This case was heard in the Nova Scotia Court of Appeal.
After an oil spill on a neighbouring property contaminated the soil under their house, the Snows contacted their insurer, Royal & Sun Alliance Insurance Company of Canada ("RSA"), to seek compensation for their losses. Subsequent fires that were unrelated to the oil spill had destroyed the Snows’ home, and the Cape Breton Regional Municipality had informed them that they would not receive a permit to rebuild until the oil contamination had been remediated. When the Snows made their claim to RSA, however, the insurance company stated that their policy only granted coverage to the dwelling on their property, not to the soil beneath the house.
The Snows initiated legal proceedings in the Supreme Court of Nova Scotia. There, the Court held that the insurance policy did extend to the soil beneath the house, as the land underneath the house was included in the policy’s use of the word “premises.” The Court also held that if its interpretation of that aspect of the policy was incorrect, the soil would be covered in any case, as the terms of the policy were ambiguous and should therefore be interpreted in the plaintiffs’ favour.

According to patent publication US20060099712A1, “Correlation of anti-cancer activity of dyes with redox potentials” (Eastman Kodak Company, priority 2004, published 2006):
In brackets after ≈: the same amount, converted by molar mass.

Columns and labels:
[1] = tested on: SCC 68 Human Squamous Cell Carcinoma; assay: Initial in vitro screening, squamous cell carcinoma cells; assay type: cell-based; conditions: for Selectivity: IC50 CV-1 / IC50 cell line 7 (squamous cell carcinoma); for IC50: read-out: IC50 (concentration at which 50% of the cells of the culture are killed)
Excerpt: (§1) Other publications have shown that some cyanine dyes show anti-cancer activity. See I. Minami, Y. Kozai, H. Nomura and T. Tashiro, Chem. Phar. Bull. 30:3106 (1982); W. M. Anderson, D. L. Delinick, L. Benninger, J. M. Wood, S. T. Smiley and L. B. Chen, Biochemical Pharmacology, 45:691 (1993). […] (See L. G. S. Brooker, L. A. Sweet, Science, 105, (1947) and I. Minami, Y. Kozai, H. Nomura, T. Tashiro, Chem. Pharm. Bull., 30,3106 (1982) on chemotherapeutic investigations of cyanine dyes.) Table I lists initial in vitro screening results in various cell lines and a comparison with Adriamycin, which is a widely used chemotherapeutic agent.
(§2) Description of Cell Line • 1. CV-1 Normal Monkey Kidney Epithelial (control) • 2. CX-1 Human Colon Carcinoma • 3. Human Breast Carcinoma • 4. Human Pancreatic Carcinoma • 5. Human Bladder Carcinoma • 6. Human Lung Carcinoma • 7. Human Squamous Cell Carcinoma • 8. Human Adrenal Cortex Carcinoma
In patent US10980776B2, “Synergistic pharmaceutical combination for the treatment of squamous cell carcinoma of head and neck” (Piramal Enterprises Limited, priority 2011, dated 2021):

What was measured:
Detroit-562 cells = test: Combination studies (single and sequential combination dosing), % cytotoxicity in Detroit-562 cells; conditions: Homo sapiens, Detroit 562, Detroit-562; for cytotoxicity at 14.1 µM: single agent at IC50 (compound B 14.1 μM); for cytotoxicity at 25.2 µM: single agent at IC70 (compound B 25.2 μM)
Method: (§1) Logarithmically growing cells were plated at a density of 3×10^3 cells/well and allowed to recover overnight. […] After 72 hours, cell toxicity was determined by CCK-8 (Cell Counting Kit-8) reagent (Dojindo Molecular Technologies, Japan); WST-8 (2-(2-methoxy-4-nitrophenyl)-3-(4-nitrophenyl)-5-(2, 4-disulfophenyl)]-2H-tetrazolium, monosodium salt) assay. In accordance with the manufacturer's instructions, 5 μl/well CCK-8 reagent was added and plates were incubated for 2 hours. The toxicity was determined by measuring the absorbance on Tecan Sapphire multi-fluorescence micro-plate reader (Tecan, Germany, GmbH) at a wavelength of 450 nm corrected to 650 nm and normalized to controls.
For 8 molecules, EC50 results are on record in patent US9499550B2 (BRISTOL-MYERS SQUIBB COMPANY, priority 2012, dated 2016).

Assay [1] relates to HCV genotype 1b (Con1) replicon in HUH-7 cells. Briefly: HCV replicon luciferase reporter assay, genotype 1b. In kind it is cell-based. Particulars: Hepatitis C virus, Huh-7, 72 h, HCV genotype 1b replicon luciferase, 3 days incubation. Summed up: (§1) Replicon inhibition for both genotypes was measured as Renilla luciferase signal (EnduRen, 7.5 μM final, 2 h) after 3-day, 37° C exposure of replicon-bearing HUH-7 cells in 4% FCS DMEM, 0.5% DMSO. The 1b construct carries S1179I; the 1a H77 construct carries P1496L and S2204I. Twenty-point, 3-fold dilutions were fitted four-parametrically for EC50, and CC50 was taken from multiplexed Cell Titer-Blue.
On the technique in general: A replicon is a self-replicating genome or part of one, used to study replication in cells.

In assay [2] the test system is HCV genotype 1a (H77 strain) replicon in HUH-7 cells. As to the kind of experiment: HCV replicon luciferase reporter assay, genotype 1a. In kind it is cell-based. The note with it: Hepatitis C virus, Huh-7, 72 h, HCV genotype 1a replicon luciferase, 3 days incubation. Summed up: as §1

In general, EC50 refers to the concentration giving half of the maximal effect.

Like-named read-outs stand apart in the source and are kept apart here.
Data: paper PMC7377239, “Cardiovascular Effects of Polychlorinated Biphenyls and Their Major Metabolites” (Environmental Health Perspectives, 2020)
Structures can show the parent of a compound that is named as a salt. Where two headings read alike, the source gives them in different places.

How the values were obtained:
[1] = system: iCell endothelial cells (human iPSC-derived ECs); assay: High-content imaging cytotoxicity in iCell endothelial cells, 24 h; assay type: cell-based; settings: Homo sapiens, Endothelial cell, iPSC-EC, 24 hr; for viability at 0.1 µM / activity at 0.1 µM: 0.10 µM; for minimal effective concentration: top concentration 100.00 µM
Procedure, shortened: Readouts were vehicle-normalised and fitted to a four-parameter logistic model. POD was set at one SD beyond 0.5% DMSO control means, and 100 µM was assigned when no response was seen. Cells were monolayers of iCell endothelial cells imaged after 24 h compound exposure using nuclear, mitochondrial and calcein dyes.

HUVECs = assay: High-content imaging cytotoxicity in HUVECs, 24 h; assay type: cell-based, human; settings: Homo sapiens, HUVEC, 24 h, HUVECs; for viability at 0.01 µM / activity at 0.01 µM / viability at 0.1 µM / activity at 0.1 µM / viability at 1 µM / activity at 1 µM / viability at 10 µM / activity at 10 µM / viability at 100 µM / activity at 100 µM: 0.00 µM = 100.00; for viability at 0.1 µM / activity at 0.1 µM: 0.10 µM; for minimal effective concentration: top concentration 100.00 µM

When RSA appealed to the Nova Scotia Court of Appeal, the Court set aside the lower court’s decision. After examining the insurance policy and the relevant legal authorities, the Court held that the terms of the policy were clear and unambiguous, and that the coverage applied to the dwelling alone, not to the soil underneath it.
To read about this case in the Supreme Court of Nova Scotia, go to Snow v. Royal & Sun Alliance Insurance Company, 2015 NSSC 44 (CanLII).